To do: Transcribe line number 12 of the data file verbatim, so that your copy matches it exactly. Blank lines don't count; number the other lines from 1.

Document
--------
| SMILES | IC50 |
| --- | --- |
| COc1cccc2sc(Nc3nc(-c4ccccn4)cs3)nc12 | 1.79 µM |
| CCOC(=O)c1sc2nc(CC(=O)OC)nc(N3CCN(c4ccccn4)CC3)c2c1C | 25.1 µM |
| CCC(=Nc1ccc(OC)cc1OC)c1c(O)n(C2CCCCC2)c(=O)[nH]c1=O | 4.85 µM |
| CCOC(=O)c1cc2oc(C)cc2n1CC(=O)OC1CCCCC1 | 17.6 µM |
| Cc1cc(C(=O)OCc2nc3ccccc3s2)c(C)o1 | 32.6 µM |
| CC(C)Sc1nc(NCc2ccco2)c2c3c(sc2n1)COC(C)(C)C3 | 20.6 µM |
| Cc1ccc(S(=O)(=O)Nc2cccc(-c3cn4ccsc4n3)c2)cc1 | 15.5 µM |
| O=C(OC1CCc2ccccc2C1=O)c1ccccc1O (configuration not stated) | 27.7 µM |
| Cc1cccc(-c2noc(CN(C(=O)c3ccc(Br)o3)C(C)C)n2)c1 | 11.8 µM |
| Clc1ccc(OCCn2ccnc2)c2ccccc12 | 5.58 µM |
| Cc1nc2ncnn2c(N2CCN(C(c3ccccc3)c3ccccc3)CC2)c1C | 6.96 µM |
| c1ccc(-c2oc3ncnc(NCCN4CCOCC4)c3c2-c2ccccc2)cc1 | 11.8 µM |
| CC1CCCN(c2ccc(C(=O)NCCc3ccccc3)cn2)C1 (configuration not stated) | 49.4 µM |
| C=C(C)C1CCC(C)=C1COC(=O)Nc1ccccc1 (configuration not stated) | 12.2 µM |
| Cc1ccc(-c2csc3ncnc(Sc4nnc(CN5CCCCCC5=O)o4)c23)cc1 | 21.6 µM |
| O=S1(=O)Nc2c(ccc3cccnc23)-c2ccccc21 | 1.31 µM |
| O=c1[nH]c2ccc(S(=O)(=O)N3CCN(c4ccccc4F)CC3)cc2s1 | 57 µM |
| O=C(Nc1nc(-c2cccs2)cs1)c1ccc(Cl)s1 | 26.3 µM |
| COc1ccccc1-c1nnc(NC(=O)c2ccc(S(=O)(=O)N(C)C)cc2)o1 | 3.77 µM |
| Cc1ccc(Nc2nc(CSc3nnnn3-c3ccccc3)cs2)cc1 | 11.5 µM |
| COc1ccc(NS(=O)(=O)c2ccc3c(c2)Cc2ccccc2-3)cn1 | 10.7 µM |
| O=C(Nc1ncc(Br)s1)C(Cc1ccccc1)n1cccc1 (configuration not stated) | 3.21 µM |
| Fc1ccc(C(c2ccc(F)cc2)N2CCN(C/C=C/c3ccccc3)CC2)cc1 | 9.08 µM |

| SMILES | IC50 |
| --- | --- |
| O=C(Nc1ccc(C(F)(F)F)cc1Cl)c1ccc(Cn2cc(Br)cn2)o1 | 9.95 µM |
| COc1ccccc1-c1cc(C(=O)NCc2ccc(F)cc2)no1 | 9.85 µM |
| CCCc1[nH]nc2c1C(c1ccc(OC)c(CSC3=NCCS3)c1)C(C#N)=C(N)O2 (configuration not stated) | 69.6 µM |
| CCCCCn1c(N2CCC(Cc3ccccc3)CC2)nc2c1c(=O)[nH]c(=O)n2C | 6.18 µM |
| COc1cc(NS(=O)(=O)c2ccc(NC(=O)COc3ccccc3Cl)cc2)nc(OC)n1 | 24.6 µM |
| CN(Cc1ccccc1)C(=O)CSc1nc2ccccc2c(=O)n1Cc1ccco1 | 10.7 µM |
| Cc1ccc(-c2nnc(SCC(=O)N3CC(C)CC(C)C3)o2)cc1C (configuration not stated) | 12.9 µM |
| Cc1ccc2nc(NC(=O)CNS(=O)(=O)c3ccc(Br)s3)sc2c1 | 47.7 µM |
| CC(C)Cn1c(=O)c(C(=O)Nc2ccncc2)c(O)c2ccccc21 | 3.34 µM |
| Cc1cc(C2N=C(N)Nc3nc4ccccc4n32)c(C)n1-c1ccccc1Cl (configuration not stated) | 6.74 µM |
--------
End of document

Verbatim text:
| Clc1ccc(OCCn2ccnc2)c2ccccc12 | 5.58 µM |